Today, I got this tweet by Patrick Kettner asking how to submit an IE bug report:
— Patrick Kettner (@patrickkettner) February 28, 2013
I’ve been asked this a number of times and this was a great opportunity to post the steps on how to do it.
I’m not going to sugar coat it because I personally think the process is WAY too complicated and I’ve complained to the IE team about this. Thankfully, they agree and are looking at how to streamline the process.
First time Submitting a Bug
If this is the first time submitting a bug to Microsoft, you’ll need to register on the Microsoft Connect site.
Go to Microsoft’s Connect site. You’ll need to sign in to use the site. It requires a Microsoft Live account. If you already have a Live account, then login and follow the steps below. If you don’t, you’ll first need to create one (you’ll be presented with that option). I’m not going to show you how to register for a Live account because it’s very straightforward. Yes, I hate the fact that you need to do this too but thankfully it’s a one-time deal.
Once you’ve created it, follow the steps below.
When you’re back at the Connect homepage, do a search for “IE10 Public Feedback”:
This will pull up the entry where you can join the IE10 Feedback group and submit bugs. You’ll see a “Join” link to allow you to do this:
If this is your first time using Connect, you’ll be prompted with a registration page and profile setup pages. This is a one-time deal and you shouldn’t be presented with these pages next time around:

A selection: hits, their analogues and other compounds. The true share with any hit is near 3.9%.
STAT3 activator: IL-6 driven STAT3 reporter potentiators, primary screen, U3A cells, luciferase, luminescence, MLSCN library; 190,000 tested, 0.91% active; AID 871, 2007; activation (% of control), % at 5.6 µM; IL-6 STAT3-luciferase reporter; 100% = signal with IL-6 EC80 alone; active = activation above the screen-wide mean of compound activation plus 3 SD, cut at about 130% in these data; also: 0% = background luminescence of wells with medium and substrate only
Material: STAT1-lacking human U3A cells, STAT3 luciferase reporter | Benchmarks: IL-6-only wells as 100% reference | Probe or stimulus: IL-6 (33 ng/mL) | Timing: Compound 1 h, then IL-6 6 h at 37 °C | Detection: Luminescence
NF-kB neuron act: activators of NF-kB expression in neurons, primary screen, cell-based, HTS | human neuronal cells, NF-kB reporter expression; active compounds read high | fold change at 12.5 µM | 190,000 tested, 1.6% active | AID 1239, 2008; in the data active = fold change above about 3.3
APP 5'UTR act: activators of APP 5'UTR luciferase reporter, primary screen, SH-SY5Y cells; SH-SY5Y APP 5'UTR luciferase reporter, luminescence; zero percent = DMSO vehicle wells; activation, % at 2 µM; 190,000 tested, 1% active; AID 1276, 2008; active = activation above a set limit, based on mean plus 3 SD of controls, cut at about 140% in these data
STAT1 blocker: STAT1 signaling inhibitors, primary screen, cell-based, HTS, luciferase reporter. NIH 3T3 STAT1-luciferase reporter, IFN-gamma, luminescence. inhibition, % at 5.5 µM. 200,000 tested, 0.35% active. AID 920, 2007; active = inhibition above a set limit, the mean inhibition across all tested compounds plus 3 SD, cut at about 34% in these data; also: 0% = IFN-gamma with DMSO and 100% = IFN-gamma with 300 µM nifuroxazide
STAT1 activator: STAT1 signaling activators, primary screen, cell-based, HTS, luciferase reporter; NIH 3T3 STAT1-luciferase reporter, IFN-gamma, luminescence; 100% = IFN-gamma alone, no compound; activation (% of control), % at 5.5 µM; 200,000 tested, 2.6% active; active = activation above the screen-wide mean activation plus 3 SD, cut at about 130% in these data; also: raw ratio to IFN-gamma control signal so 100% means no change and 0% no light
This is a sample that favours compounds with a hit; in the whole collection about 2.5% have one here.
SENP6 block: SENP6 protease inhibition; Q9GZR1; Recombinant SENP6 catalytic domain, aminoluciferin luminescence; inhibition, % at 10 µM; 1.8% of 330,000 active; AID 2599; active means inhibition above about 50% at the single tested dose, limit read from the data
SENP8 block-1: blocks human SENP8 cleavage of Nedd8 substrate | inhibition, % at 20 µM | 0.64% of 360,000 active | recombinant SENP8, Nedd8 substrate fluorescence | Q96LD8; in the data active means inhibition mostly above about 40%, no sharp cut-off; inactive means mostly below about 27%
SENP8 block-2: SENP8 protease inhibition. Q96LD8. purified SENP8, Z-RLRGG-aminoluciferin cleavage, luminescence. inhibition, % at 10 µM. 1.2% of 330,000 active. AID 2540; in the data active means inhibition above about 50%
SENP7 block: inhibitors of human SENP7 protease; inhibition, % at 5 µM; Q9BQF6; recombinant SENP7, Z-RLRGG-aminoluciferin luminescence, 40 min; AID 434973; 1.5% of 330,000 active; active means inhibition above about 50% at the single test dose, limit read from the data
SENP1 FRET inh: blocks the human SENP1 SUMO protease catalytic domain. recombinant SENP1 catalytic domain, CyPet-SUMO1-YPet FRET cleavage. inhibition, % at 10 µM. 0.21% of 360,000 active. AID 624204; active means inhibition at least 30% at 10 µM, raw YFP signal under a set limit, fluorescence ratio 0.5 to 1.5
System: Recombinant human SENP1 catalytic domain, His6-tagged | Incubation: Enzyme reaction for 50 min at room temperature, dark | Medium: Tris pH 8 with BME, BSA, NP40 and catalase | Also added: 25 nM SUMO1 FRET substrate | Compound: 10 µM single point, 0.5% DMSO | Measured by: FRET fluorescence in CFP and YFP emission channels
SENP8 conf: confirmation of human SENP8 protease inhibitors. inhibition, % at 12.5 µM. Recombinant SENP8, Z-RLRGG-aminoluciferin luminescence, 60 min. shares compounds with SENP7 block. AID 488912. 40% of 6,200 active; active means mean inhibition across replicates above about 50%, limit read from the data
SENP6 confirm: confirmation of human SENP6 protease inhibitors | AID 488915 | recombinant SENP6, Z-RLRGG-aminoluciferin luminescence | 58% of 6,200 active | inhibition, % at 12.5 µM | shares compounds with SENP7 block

Once you’re through that you should come to the IE10 Public Feedback page. This is where you’ll start submitting feedback by clicking on the “Feedback” link:
When the feedback page comes up, scroll down and you’ll see a big “Submit Feedback” button. Use that to submit your bug.
Returning to Submit a Bug
If you’re coming back, I’m assuming you already have a Microsoft Live ID so sign in:
and when you’re brought back to the Connect homepage, click on the dropdown in the upper right corner to go directly to the Internet Explorer Feedback Program page. No need to search for it when that shortcut is there:
Submitting Good Feedback
Any software maker will tell you the same thing; provide detailed steps and a test case if possible to make isolating your issue as easy as possible. If you simply type, “My site doesn’t render in IE9″, you’re making things more difficult. Take the time to really isolate the problem and provide detailed, concise information so that the IE team can properly determine if it’s a bug and even if there’s a workaround.
Improving the Process
I know this can be a cumbersome experience and we’ve received a lot of feedback about how frustrating it is to submit a bug. The IE team is working on improving this so bear with us while this gets worked on.
Special thank to Patrick for the motivation to put this post up.